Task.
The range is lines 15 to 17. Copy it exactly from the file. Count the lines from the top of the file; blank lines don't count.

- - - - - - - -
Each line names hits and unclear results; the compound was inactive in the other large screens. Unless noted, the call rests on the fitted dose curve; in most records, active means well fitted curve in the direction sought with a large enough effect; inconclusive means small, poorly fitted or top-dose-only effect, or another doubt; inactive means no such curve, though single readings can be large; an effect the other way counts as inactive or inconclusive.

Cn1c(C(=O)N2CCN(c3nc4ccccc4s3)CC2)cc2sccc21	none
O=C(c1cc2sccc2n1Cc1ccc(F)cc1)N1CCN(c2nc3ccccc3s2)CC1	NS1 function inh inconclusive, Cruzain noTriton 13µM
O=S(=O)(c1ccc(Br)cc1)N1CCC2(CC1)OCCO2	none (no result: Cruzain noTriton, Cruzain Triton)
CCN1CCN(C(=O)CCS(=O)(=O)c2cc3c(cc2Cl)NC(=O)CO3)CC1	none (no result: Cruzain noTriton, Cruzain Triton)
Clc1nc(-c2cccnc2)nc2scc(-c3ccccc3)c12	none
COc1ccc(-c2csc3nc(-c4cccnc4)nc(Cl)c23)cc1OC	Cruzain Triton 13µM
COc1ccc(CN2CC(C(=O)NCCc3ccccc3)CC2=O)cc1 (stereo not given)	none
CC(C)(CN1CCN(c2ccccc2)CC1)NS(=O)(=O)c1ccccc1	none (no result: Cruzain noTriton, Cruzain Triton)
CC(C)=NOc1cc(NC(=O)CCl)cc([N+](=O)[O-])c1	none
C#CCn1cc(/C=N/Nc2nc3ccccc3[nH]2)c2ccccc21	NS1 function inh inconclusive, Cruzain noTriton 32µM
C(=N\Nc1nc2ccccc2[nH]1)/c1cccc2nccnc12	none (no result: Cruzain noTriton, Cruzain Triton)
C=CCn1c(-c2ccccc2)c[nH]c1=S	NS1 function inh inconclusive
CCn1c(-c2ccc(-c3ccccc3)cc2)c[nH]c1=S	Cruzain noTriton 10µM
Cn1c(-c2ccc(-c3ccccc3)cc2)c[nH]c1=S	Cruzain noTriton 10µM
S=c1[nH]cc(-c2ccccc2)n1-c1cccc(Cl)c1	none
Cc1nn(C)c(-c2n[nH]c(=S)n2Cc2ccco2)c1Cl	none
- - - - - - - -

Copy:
Cn1c(-c2ccc(-c3ccccc3)cc2)c[nH]c1=S	Cruzain noTriton 10µM
S=c1[nH]cc(-c2ccccc2)n1-c1cccc(Cl)c1	none
Cc1nn(C)c(-c2n[nH]c(=S)n2Cc2ccco2)c1Cl	none